What does colonic irrigation feel like?

Science or no science, I was keen to give this a go. So, I pushed all remaining dignity aside and headed to London’s Cosmetech Chelsea Private Clinic.

After a quick consultation – "how many times a day do you 'go’?" - I’m presented with a clear plastic tube.

"We use disposable tubes here", says Ruth Loyd, my therapist and Senior Colonic Hydrotherapist at Cosmetech.

Err, I would hope so. This is one occasion where I'm willing to get down off my sustainably platform because this tube is about to be glided up my bottom. 

I strip off my lower half, hop onto the bed and lie down on my side, towel respectively placed over my area. A dash of lube later and I’m tubed up, with the other end of my disposable tube hooked up to a water tank.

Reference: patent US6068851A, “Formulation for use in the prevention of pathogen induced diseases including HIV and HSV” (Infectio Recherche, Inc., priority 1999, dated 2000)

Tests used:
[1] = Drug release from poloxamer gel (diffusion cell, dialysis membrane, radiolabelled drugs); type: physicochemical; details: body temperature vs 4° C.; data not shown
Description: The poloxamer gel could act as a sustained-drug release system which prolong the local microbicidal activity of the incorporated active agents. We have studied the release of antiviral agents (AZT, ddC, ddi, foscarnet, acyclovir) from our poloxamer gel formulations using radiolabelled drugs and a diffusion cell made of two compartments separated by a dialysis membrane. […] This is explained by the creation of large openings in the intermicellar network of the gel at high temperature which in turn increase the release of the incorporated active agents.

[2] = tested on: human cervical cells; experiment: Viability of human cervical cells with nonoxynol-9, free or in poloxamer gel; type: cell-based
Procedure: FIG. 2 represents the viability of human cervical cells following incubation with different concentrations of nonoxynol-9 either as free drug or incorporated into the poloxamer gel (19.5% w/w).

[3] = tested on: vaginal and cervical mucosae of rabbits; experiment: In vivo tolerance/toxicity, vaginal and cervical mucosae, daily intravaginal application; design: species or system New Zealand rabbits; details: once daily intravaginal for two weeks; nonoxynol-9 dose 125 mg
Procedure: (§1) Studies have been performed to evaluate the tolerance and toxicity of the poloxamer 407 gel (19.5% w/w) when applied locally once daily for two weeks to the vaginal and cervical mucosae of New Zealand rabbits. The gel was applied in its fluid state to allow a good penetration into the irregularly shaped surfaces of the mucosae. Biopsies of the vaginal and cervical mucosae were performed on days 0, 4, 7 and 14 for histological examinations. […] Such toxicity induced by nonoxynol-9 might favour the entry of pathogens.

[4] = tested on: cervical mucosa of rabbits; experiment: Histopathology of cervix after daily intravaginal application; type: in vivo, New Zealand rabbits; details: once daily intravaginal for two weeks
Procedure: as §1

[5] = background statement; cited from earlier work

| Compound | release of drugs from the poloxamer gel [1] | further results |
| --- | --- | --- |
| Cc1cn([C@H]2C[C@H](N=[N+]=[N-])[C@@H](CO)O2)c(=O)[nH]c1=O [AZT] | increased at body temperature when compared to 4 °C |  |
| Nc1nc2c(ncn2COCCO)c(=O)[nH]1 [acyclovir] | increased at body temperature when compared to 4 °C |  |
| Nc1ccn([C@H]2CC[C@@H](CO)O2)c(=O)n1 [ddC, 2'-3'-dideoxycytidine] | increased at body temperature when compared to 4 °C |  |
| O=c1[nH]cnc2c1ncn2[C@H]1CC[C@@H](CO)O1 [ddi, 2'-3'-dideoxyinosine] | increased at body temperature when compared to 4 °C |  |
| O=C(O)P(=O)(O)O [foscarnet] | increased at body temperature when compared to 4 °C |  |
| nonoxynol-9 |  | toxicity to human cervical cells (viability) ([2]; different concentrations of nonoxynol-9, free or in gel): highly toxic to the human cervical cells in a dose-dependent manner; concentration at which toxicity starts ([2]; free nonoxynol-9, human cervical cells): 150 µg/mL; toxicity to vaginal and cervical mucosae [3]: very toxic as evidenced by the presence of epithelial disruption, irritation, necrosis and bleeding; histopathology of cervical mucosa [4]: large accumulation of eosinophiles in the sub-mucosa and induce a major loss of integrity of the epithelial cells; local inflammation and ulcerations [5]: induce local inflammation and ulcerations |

It’s uncomfortable. As I roll onto my back I’m tempted to bail, pull out the tube and peg it out of there.

"Right, I’m going to start sending some water into your colon," explains Ruth.

Sh*t. Literally. Too late to abandon ship. Within seconds my stomach starts to visibly blow up—much like when you have a big meal and fizzy drinks. It’s that ‘full as a sock’ feeling and it hurts.

I feel so full in fact that the urge to ‘go’ kicks in pronto. Automatically, I clench, because well, it’s not the norm to just let one out unless you’re sat on the loo, door closed.

"Don’t hold it in," says Ruth. "Just release."

I do as I’m told. I won’t go into the particulars, but the contents of the tube quickly transitions from clear water to essentially, brown water.